The ongoing Russia-Ukraine conflict has unfolded as a pivotal turning point in multiple aspects. At the forefront of this transformation is the notable utilisation of electronic-centric dual-use technologies (ECDUT) by both warring factions. From the initial deployment of commercial drones and loitering munitions to the implementation of electronic warfare disruption systems, and more recently, the audacious drone boat assault launched by Ukraine against Russian naval vessels – the conflict has been marked by the strategic deployment of dual-use technologies. These technologies have produced asymmetrical outcomes, effectively dismantling adversary assets and inducing psychological turmoil by maintaining an air of uncertainty regarding future actions and their origins.
This shift in the dynamics of warfare, transitioning from manned to unmanned operations, and from massive firepower to low-intensity precision strikes, has compelled military strategists to take a re-look at defence strategies across all branches – Army, Navy, and Air Force. Formerly dominant entities on the battlefield, such as tanks and armoured vehicles, have lost their supremacy, succumbing to vulnerabilities when facing attacks from small, cost-effective commercial off-the-shelf (COTS) drones.
The profound disruption caused by the successful utilisation of ECDUT products has propelled nations like Iran and Turkey to the forefront of defence solution supply chains. In contrast, India’s strength lies predominantly in mechanical engineering, with a significant reliance on imports for electronic components and subsystems.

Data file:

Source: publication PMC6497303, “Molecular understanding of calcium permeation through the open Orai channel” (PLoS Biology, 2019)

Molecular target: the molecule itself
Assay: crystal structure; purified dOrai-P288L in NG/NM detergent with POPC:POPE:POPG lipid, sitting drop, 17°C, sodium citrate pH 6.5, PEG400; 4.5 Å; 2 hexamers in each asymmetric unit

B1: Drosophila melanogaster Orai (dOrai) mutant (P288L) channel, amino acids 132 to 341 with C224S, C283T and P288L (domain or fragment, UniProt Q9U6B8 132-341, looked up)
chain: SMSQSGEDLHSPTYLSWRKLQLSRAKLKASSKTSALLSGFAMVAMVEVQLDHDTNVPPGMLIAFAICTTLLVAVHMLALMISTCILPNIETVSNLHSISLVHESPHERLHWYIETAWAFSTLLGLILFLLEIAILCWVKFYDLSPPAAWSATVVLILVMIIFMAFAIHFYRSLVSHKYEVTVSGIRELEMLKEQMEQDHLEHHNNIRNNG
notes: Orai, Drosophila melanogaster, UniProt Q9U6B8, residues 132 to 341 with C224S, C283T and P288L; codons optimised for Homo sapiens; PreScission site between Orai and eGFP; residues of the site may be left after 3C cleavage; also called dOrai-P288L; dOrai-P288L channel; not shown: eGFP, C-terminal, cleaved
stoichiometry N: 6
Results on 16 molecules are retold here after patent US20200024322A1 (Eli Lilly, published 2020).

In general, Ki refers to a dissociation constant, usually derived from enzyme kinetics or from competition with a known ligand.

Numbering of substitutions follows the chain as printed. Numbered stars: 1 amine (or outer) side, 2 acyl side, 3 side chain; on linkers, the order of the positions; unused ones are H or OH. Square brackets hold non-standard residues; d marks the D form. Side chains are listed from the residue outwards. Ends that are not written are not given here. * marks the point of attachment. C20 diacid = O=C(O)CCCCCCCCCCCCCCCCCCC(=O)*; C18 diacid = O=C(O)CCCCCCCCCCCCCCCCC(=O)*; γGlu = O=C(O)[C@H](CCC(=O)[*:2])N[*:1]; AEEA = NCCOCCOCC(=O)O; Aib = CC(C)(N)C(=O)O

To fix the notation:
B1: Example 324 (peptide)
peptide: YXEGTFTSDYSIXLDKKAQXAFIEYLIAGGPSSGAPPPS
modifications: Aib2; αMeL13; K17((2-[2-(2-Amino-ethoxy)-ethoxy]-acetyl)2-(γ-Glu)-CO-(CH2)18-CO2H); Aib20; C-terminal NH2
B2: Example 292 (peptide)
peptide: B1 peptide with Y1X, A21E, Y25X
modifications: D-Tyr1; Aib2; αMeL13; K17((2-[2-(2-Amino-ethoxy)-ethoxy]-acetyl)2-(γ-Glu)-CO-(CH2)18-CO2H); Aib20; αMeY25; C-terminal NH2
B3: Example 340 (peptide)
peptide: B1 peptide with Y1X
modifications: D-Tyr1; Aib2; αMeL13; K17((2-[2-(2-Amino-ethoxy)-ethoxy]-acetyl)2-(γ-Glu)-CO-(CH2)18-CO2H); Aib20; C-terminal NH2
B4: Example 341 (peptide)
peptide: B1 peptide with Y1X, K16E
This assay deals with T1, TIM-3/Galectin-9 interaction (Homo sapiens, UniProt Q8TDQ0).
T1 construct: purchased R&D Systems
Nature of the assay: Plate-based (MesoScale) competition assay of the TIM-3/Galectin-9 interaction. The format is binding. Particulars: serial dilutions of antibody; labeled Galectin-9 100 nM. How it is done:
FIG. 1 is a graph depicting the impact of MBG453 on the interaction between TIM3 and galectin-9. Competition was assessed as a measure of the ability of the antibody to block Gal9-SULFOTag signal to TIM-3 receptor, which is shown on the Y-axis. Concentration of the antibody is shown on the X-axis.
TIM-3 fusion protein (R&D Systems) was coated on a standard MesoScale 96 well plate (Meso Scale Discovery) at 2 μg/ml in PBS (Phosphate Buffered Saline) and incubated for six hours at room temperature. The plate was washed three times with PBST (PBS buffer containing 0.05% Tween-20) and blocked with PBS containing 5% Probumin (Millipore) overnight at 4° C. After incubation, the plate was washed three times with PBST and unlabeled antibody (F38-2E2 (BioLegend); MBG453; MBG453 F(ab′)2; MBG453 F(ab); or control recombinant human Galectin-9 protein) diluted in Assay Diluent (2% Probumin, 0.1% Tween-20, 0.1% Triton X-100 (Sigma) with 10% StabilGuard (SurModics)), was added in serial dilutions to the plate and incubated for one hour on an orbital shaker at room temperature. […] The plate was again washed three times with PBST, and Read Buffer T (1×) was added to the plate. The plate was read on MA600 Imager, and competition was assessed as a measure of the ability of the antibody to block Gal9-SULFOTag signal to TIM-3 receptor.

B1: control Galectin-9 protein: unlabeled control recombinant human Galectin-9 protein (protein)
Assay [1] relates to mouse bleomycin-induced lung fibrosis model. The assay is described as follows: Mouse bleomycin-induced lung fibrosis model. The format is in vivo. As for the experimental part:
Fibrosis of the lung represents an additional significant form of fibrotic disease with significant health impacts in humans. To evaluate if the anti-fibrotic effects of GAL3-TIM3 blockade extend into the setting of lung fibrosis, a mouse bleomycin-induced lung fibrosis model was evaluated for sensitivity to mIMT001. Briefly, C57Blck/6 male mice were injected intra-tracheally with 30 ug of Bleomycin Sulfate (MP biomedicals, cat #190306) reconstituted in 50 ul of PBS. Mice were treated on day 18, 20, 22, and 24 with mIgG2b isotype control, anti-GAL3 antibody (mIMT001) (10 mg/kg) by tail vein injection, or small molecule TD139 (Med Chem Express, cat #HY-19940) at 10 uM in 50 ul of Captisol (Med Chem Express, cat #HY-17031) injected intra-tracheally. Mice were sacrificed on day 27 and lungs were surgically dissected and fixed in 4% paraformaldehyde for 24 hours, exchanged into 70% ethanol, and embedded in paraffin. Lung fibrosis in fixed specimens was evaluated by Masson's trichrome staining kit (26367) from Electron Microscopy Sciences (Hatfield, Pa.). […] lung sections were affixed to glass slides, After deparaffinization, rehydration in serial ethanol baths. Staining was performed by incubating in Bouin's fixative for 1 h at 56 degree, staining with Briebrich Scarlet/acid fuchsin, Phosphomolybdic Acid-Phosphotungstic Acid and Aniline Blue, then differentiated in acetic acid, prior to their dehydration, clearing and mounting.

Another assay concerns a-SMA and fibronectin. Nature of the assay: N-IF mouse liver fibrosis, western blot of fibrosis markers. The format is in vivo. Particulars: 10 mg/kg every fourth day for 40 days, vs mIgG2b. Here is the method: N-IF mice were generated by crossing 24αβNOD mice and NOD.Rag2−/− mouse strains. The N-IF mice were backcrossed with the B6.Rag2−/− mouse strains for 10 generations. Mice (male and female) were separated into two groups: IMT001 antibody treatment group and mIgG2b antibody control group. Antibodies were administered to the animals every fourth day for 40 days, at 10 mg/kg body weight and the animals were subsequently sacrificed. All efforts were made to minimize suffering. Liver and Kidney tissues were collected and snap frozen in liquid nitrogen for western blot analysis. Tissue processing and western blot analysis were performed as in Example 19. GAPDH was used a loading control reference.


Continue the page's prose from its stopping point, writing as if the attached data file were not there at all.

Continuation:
For India, this disruption presents a unique opportunity. As a nation with considerable credibility as a responsible technology partner, India can position itself as a global leader in the ECDUT landscape. Seizing this contemporary opportunity is of paramount importance, particularly given that other countries have already established dominance in earlier computing technology opportunities, leaving catch-up efforts economically untenable.
The Significance of Developing Core Competencies
Dual-use technologies, as the term implies, hold the potential for deployment in both military and civilian contexts. This dual nature imparts strategic significance, as these technologies are accessible to civilians and, consequently, are susceptible to misuse by non-state actors and terrorists. The potential lack of accountability and responsibility in their usage poses a threat to national security, which is typically mitigated through regulations and initiatives that foster indigenous manufacturing capabilities.
Recognising the pressing need for such products within the Indian defence ecosystem, and grasping the strategic importance of ECDUT products, the Ministry of Defence has introduced initiatives such as IDEX, MAKE 1, and MAKE 2. These initiatives aim to expedite the indigenisation of defence products and solutions, with many falling under the purview of ECDUT. While these programs have succeeded in catalysing the development of system integration and assembly capabilities for ECDUT products, they have not effectively penetrated the deeper layers of the supply chain, particularly at the components and subsystem levels.
The Current Landscape
Presently, Indian manufacturing of ECDUT products and solutions is concentrated at the system integration and assembly stage of the supply chain. This echoes the prevailing approach for various other electronic products manufactured in India, such as mobile phones, laptops, PCs, white goods, and automobile electronics. Indigenous value addition primarily centres on assembling devices from imported components and subsystems. This achievement is, to a large extent, a recent development, attributed to initiatives from the Ministry of Electronics & Information Technology (MeitY) and well-targeted policy interventions, such as the Production Linked Incentive Scheme (PLI), which have facilitated a shift from complete product imports to in-country assembly.